To provide medical cannabis to approved patients in a safe, compassionate, professional, and courteous manner.
To raise the quality of care for our patients while decreasing their cost.
To insure legal, safe and secure use of medical cannabis.
The state-of-the art facility site(s) will provide patient education, privacy, and products in a service-oriented manner that is responsive to the needs of the patients and caregivers.
To improve the quality of life of our patients their family and friends.
To promote awareness about the medicinal benefits of cannabis.
To provide a professionally controlled and monitored study program focusing on veterans treatment for PTSD and other critical maladies unique to the population.
To strengthen the local community through hospice, therapeutic services, and charitable giving.
We serve Veterans of all ages and income levels, initially in Washington State and ultimately throughout the United States.
Veterans for Compassionate Care provides services to Veterans, hospitals, hospices, AIDS clinics, and more. Clients include cancer patients undergoing chemo, AIDS patients suffering from wasting syndrome, glaucoma patients, those suffering from chronic pain, rheumatoid arthritis, a variety of spastic conditions such as multiple sclerosis, paraplegia, quadriplegic, epilepsy, gulf war syndrome and Post Traumatic Stress Disorder [PTSD]. We will also serve other non-Veteran patients in states where that is allowed.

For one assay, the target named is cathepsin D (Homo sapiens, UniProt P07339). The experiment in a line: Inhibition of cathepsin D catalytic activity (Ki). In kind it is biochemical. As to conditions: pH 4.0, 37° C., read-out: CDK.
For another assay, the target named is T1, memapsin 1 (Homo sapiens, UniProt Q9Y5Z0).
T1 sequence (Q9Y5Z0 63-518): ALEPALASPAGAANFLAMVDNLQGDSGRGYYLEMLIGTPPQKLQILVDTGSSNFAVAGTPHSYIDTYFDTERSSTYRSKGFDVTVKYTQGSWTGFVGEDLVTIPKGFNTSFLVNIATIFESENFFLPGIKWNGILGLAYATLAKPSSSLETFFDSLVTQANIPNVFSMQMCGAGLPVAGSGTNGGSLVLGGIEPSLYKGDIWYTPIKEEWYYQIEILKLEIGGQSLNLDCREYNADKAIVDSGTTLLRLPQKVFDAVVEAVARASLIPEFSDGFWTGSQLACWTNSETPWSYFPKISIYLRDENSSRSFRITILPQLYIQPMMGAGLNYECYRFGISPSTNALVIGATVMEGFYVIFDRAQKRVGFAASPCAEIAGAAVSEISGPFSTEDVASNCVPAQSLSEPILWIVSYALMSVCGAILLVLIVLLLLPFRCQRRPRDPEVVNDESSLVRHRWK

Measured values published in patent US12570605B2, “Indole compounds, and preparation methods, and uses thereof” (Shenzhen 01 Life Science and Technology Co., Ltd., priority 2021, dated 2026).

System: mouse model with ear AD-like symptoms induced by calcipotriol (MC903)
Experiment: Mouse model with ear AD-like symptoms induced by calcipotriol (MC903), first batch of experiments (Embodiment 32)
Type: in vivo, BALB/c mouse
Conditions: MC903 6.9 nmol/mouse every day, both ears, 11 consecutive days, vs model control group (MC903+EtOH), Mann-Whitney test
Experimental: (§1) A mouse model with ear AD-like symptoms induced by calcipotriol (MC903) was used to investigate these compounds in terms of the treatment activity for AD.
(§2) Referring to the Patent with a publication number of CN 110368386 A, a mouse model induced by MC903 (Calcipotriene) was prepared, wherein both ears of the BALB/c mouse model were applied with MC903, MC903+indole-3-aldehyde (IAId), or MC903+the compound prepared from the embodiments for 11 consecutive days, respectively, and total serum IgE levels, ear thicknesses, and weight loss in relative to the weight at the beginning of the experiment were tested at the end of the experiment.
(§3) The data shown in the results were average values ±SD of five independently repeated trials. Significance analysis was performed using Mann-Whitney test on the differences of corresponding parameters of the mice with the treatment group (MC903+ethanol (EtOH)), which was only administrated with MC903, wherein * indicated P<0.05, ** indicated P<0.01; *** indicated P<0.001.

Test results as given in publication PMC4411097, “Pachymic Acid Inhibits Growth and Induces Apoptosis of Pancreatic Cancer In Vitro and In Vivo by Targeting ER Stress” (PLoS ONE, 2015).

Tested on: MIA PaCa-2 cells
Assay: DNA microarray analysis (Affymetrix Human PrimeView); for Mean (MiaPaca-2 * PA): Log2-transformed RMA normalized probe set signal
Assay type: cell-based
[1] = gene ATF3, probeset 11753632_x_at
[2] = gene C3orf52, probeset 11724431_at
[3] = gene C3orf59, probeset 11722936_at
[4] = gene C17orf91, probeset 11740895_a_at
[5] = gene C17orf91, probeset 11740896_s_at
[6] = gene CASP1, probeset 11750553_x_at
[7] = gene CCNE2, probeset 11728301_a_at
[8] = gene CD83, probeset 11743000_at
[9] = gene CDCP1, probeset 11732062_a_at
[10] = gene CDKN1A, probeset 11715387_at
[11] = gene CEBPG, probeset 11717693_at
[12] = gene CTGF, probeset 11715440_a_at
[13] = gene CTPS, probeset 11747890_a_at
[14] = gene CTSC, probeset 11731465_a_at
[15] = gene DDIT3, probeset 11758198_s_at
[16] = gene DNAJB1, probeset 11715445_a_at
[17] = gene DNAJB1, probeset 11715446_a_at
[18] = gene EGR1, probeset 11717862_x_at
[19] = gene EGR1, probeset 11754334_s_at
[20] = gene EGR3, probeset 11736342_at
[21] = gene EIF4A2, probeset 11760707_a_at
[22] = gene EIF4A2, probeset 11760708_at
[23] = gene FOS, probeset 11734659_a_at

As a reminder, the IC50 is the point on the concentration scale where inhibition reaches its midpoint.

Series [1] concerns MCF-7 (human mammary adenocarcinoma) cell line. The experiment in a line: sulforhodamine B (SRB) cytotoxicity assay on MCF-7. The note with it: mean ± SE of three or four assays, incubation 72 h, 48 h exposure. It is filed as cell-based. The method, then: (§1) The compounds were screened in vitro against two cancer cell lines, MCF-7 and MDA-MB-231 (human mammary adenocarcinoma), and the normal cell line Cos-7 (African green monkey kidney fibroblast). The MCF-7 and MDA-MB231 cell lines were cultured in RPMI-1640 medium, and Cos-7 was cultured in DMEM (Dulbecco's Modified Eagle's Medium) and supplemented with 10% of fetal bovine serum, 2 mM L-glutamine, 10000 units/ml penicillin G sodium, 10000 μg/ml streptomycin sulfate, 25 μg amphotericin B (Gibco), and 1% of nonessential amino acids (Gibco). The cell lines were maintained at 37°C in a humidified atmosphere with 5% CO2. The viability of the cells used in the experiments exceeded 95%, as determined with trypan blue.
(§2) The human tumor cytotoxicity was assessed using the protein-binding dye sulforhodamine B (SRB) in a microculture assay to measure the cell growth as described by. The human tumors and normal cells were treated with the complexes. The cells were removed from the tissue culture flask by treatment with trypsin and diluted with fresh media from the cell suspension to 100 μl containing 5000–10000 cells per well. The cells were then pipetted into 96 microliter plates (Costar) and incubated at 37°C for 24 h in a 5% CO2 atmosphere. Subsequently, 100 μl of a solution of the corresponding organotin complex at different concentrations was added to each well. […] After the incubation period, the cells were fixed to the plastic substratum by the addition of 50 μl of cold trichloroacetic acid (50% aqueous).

The decision to recommend medical cannabis will be made between the patient and physician for appropriateness of the diagnosis without regard to race, gender, ability to pay, etc.
Our clients and families struggle with pain and illness that are often best relieved by cannabis medicines.
"The mental health and well-being of our courageous men and women who have served the nation is the highest priority for VA, and even one suicide is one too many." - VA Secretary Eric K. Shinseki
For those who serve, the struggle does not always end when they return to American soil. A U.S. military veteran commits suicide every 65 minutes, on average, according to a recent study from the Department of Veterans Affairs. An older, less detailed government analysis reported that about 18 former service members kill themselves each day. But a recent, more precise study of veteran suicides from 1999 to 2010 shows that the number is heartbreakingly higher: 22 deaths per day.
Veterans for Compassionate Care was founded by Richard Rosio.Click here